Connection Handling
To execute database queries, it s necessary to connect to a database, so the object context needs connection information. This information typically lives in the App.config file when you first run the EDM wizard, it will add a configuration file if your application does not already have one, and then it adds a connection string. Example 14-13 shows a configuration file containing a typical Entity Framework connection string. (This has been split over multiple lines to fit normally the connectionString attribute is all on one line.)
<configuration> <connectionStrings> <add name="AdventureWorksLT2008Entities" connectionString="metadata=res://*/AdventureWorksModel.csdl| res://*/AdventureWorksModel.ssdl|res://*/AdventureWorksModel.msl; provider=System.Data.SqlClient;provider connection string= "Data Source=.\sqlexpress;Initial Catalog=AdventureWorksLT2008; Integrated Security=True;MultipleActiveResultSets=True"" providerName="System.Data.EntityClient" /> </connectionStrings> </configuration>
This is a rather more complex connection string than the one we saw back in Example 14-1, because the Entity Framework needs three things in its connection string: information on where to find the EDM definition, the type of underlying database provider to use, and the connection string to pass to that underlying provider. This last
part an ordinary SQL Server connection string, enclosed in " character entities is highlighted in Example 14-13 in bold. The three URIs in the metadata section of the connectionString the ones beginning with res:// point to the three parts of the EDM: the conceptual schema, the storage schema, and the mappings. Visual Studio extracts these from the .edmx file and embeds them as three XML resource streams in the compiled program. Without these, the EF wouldn t know what the conceptual and storage schemas are supposed to look like, or how to map between them.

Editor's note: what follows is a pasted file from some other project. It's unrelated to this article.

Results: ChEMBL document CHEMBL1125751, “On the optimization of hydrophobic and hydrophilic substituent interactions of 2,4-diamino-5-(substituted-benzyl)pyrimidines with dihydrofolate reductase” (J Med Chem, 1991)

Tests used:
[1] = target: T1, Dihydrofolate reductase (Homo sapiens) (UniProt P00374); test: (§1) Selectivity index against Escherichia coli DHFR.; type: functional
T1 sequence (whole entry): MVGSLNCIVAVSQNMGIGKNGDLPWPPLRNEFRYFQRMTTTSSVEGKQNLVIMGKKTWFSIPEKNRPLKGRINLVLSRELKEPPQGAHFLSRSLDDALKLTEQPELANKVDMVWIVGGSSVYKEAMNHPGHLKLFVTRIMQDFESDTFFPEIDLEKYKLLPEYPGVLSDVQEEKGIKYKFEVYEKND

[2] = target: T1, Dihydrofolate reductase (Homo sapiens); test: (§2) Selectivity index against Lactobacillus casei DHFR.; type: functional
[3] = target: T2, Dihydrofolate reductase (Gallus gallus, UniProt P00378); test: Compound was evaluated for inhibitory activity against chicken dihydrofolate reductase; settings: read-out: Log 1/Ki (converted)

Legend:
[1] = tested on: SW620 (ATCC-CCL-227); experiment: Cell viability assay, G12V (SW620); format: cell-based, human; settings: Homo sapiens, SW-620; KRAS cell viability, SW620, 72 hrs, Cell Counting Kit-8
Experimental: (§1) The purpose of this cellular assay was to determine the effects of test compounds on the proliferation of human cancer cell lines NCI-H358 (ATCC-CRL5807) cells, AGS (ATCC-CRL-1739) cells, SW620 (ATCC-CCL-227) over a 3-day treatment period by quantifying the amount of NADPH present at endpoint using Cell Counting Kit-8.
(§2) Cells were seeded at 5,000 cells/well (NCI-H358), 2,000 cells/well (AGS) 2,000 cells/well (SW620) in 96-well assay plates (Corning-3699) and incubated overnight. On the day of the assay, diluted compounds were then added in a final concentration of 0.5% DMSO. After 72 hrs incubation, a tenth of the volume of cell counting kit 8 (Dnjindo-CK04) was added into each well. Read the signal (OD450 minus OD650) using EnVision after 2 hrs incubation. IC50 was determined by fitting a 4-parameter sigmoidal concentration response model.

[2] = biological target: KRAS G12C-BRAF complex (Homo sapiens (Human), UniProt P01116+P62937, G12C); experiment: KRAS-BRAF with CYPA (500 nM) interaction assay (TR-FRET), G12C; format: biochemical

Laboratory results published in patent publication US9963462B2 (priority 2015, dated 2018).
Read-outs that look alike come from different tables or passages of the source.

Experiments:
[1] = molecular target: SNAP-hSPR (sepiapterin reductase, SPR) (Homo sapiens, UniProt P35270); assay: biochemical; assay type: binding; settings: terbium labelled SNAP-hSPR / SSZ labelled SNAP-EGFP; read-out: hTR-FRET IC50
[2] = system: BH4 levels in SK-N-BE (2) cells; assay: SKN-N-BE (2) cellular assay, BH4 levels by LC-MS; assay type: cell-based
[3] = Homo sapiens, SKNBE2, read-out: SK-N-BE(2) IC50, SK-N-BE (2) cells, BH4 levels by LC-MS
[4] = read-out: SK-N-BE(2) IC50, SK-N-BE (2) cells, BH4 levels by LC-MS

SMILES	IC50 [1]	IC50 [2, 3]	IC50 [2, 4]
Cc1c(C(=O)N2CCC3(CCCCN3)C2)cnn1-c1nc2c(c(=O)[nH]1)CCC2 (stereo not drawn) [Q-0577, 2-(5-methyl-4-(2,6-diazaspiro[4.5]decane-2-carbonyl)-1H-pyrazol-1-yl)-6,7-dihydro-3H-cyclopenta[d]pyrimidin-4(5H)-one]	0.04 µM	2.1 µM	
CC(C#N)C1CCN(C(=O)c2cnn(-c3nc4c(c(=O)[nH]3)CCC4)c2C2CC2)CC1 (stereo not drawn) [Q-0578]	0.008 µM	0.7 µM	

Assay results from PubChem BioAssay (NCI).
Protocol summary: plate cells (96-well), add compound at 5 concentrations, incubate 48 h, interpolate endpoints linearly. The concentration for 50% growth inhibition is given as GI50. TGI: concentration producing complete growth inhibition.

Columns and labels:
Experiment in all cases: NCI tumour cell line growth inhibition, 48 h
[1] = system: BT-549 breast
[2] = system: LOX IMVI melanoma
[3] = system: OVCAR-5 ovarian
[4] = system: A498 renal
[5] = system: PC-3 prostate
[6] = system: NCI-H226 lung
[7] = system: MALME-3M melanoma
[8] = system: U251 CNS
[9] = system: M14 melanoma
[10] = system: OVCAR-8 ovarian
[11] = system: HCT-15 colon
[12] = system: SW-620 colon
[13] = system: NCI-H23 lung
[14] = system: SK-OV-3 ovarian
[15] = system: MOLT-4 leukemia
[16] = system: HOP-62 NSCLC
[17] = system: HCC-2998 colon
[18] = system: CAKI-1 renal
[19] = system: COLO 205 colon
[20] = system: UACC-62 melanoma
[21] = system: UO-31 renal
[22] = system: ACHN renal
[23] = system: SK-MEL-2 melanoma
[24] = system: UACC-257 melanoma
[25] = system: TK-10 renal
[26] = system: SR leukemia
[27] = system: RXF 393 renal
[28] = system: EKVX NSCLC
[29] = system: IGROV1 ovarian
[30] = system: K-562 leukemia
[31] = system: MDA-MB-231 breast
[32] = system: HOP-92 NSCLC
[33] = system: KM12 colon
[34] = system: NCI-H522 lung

It may seem a bit weird for the locations of these EDM resources to be in a connection string. It might seem more natural for the XML to use a separate attribute for each one. However, as you ve seen, the System.Data.EntityClient namespace conforms to the ADO.NET v1 model so that it s possible for old-style data access code to perform queries against the EDM. Since the ADO.NET v1 model includes an assumption that it s possible to put all the information defining a particular data source into a single connection string, the Entity Framework has to follow suit. And since the EF cannot function without the XML EDM definitions, the connection string has to say where those live.
After the EDM metadata resources, you can see a provider property, which in Example 14-13 indicates that the underlying database connection is to be provided by the SQL Server client. The EF passes the provider connection string on to that provider. You don t have to use the App.config to configure the connection. The object context offers a constructor overload that accepts a connection string. The configuration file is useful it s where the object context s no-parameters constructor we ve been using in the examples gets its connection information from but what if you want to let just the underlying database connection string be configurable, while keeping the parts of the connection string identifying the EDM resources fixed Example 14-14 shows how you could achieve this. It retrieves the configured values for these two pieces and uses the EntityConnectionStringBuilder helper to combine this with the EDM resource locations, forming a complete EF connection string.